In the short time that she took to make her speech, my hon. Friend Patricia Gibson spoke succinctly, and rightly, about the real living alarm over the lack of detail about what is coming. Who will be eligible? How will it work? What will it be worth? Will there be—this has been mooted but not explained in any detail—like-for-like funding? Will that guarantee be yes or no, regardless of a deal or the catastrophe of a no-deal hard Brexit? She pointed out, as have nearly all the contributors today, that the funding formula must respect the devolution settlement, and she said that neither she, her constituency, nor her country should be short-changed. We call on the Minister to give those guarantees.
I am grateful to the all-party group for post-Brexit funding for nations, regions and local areas for its reports. It backed up a lot of the comments made around this room. It had lots of submissions, including from the Welsh Government, the Convention of Scottish Local Authorities, EHRC, and many educational and voluntary bodies, which all said that budget funding should be
“no less in real terms than the EU and UK funding streams it replaces.”
It pointed out that shares for the devolved nations should not be reduced, and that as we have heard, it should be a devolved matter.
Mrs Murray rightly asked when we will see action, even just the consultation—that is a pro-Brexit Member asking for that guarantee. Dan Jarvis spoke about the failure of successive UK Governments to address regional disparity, and he mentioned the most centralised political system in the world here at Westminster. I think his four principles are absolutely right: the budget should be no less that it currently is, there should be no competitive bidding, it should be fully devolved, and it must be beyond spending reviews and political cycles.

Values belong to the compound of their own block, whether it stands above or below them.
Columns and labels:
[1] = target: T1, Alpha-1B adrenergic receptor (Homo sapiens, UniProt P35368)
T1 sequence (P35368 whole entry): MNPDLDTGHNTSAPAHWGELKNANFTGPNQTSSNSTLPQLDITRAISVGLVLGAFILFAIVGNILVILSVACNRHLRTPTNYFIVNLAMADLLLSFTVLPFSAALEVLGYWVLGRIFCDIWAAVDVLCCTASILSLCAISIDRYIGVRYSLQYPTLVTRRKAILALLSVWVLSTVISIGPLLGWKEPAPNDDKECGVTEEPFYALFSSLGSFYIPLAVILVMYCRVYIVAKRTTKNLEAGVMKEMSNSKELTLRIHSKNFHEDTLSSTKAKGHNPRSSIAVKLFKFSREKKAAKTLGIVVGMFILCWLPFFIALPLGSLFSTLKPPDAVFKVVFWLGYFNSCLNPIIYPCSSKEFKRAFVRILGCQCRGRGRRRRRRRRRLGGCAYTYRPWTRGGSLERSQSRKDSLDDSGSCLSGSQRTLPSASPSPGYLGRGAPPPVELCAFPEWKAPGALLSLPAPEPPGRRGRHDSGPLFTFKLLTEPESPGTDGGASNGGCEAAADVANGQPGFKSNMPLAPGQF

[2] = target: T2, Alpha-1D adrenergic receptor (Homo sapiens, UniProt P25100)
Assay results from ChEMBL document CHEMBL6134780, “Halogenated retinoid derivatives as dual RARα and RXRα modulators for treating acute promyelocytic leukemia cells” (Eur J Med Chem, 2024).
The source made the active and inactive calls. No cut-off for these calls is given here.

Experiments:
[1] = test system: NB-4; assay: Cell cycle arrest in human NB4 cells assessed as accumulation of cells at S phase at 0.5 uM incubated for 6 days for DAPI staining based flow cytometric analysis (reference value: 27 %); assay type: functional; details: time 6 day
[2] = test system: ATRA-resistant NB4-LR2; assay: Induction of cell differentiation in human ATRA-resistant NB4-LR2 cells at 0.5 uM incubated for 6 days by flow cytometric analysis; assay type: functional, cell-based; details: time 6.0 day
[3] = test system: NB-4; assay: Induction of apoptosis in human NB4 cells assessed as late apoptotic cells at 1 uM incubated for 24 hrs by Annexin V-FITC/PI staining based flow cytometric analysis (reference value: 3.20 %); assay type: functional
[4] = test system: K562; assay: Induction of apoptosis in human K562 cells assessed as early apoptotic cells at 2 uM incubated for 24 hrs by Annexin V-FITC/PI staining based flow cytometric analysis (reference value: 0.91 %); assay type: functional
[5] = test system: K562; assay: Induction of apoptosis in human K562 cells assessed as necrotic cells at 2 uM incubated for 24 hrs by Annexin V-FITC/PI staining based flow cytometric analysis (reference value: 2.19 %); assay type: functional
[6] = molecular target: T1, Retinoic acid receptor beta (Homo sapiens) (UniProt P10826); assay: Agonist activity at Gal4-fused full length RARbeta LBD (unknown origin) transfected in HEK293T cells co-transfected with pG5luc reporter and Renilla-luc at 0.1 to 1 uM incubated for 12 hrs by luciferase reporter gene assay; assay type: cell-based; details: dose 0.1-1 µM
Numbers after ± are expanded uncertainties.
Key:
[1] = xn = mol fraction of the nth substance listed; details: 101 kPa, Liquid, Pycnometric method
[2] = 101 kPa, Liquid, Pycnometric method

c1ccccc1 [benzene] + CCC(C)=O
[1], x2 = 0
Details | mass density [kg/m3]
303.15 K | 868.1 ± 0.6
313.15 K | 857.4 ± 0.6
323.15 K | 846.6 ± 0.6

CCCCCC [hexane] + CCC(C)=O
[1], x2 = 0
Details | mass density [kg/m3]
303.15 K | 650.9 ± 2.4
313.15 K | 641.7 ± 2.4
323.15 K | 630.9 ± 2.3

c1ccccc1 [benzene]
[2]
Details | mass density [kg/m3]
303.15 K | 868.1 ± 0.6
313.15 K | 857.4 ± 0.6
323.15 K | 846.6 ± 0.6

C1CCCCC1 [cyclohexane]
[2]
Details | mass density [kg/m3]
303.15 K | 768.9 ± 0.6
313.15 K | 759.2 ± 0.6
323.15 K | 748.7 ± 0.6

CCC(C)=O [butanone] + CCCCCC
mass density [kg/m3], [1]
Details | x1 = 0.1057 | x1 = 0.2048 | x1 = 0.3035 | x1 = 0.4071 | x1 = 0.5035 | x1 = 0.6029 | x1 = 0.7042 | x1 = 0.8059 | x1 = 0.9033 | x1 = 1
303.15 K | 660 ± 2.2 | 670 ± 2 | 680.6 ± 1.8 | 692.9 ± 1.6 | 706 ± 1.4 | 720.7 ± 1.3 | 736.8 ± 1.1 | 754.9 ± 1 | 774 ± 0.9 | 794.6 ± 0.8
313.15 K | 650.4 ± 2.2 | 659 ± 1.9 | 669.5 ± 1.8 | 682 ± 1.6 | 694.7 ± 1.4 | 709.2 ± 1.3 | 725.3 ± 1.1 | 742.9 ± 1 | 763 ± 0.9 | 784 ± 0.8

We have had a promise from the Tory Government, but then delay after delay in getting any information. Evidence from the House of Commons Library shows that we are approaching nearly 300 parliamentary questions, without an answer on any detail of this funding.
It would be much easier to respond to that kind of comment if the UK Government had given any details about how this will go forward. While the hon. Gentleman worries about slogans and branding, I worry about getting the detail to explain what communities across our constituencies, including my own, will get from this programme in future. When will we know the detail about what will be spent, who will be eligible, and whether it will be fully devolved? Once the Minister has answered those questions, we can go back to talking about flags and slogans.
Communities and charities have waited years to find out what will be available post-Brexit. The devolution settlement must be respected. As we have said, since Brexit is distracting the UK Government from doing anything worthwhile at the moment, let us revoke article 50 and get on with doing things properly, which would clear things up right away. Brexit will cost Scottish communities millions, and this particular issue must not add to that burden.
What a pleasure it is to serve under your chairmanship again, Ms McDonagh, and I thank my hon. Friend Paul Blomfield for securing this debate, and for all the work he has undertaken in Parliament to champion the issue of EU replacement funding and what to do about those regions in greatest need.
This debate has shown Parliament at its best. We have colleagues from Scotland, Wales, Northern Ireland, the north-east, and Cornwall, but I think the star must go to Yorkshire, which is out in force this afternoon. There has been near unanimity across the Chamber, and we heard a number of powerful, well-argued speeches on the need for more information about the prosperity fund, to find out when it will be sorted out and how it will be disbursed, and what the Government will do about the regions in greatest need. I hope the Minister takes on board that it is a cross-party argument and that he listens, rather than simply chuntering from a sedentary position.
This is a timely debate. I am not sure we could be in a more uncertain time on Brexit, and the whole issue of how the prosperity fund will operate and replace EU funding has not been resolved, which is creating uncertainty for many regions. Even at this late stage, we are not entirely sure what the prosperity fund will cover. Will the Minister confirm that it will include all the European structural investment funds—the regional development fund, the social fund, the cohesion fund, the maritime and fisheries fund and the agricultural fund for rural development—as well as funding for youth unemployment and European territorial co-operation? It would be helpful to know exactly what it will encompass and how much money will be attached to it.